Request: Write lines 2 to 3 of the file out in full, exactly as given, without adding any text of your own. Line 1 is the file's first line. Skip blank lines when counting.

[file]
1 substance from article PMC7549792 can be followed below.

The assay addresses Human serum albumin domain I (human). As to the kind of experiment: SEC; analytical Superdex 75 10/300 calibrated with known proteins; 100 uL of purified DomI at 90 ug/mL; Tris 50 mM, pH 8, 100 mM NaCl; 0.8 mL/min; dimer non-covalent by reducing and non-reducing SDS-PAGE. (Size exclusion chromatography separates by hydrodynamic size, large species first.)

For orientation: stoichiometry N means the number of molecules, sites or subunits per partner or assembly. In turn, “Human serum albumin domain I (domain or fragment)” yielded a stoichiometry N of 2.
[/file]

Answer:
The assay addresses Human serum albumin domain I (human). As to the kind of experiment: SEC; analytical Superdex 75 10/300 calibrated with known proteins; 100 uL of purified DomI at 90 ug/mL; Tris 50 mM, pH 8, 100 mM NaCl; 0.8 mL/min; dimer non-covalent by reducing and non-reducing SDS-PAGE. (Size exclusion chromatography separates by hydrodynamic size, large species first.)

For orientation: stoichiometry N means the number of molecules, sites or subunits per partner or assembly. In turn, “Human serum albumin domain I (domain or fragment)” yielded a stoichiometry N of 2.